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Lakers' Pau Gasol has been a nonfactor in playoffs

The power forward had 12 points on five-for-13 shooting in a 98-92 loss to Dallas in Game 3 of the Western Conference semifinals. The Lakers' season is riding on him.

May 06, 2011|By Mike Bresnahan
  • Lakers power forward Pau Gasol looks to swipe the ball from Mavericks power forward Dirk Nowitzki as he drives down the lane in Game 3 on Friday night in Dallas.
Lakers power forward Pau Gasol looks to swipe the ball from Mavericks power… (Wally Skalij / Los Angeles…)

Reporting from Dallas

A select group of sports reporters had to stop and think for a second when handed a ballot last June.

Should Pau Gasol be the most valuable player of the NBA Finals?

He wasn't chosen, the honor going to Kobe Bryant, but Gasol took two of nine votes.

Now he'd get votes only for the Lakers' least valuable player.

Gasol had another forgettable night Friday in a 98-92 loss to Dallas, scoring 12 points on five-for-13 shooting in Game 3 of the Western Conference semifinals.

He took eight rebounds in 40 minutes as the Lakers moved within a game of playoff elimination.

It's been a stunning fall for Gasol, an All-Star the last three seasons and a huge part of the Lakers' two-championship run but a nonfactor since the real games began this postseason.

Lakers Coach Phil Jackson didn't know what to think of Gasol's present-day failures, so he touched on his past.

"He's been through enough playoff games to know he can come back and play a [strong] game," Jackson said.

The Lakers better hope so. Their season is riding on it.

Triple threat?

Lakers fans have clamored for a Triple Towers lineup since Gasol was acquired in February 2008, saying taller must be better while sending a steady stream of emails to media members.

They got to see it in action most of Game 3 because of Ron Artest's suspension.

The Lakers played two 7-footers (Gasol and Andrew Bynum) alongside Lamar Odom (6 feet 10) with decent results on offense, the Lakers outscoring the Mavericks in points in the paint, 56-20.

But the Lakers were outrebounded, 39-37, and blocked only one shot. Dallas blocked five shots.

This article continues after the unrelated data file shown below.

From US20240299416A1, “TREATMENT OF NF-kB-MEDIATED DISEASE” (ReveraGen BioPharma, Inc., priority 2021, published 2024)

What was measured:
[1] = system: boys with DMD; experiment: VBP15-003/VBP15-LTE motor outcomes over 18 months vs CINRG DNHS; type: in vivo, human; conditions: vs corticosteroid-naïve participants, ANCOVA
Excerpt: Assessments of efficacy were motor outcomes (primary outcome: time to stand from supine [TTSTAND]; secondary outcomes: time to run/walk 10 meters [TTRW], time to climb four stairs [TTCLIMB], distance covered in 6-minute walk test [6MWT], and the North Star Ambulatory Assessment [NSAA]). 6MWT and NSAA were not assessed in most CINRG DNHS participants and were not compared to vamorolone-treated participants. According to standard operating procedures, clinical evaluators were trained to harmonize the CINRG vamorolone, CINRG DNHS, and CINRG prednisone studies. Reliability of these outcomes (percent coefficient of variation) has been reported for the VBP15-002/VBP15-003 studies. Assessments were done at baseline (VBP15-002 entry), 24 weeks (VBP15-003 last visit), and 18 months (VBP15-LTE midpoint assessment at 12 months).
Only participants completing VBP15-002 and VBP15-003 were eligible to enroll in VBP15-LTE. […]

Bynum had 21 points and 10 rebounds. Odom had 18 points and six rebounds. Bynum was matched up against Tyson Chandler, Gasol against Dirk Nowitzki and Odom against Shawn Marion.

The obvious benefit — size down low on both ends of the court — could be counteracted by a lack of speed, particularly in transition defense. It's why Jackson hadn't used the lineup in a long time.

He could always point to the final minute of the second quarter in November 2009 against Golden State. It was unremarkable. With the three big men in the game together, the Lakers were outscored, 3-0, as Gasol was called for a three-second violation and Derek Fisher missed a jump shot.

Before Friday's game, Jackson wasn't even sure what to expect of the lineup.

"I don't know," he said. "We haven't seen it yet."

Where's the bench?

With Odom moving to the starting lineup, someone had to create some scoring on the bench.

Shannon Brown tried, scoring 10 points and finishing in double-figure scoring for only the second time in his last 22 games.

But the Lakers' reserves were still no match for those of the Mavericks. Jason Terry had 23 points, Peja Stojakovic added 15, and the Mavericks backups had 42 points.

Steve Blake was the only other Lakers' reserve to score, finishing with five points.

mike.bresnahan@latimes.com

twitter.com/Mike_Bresnahan

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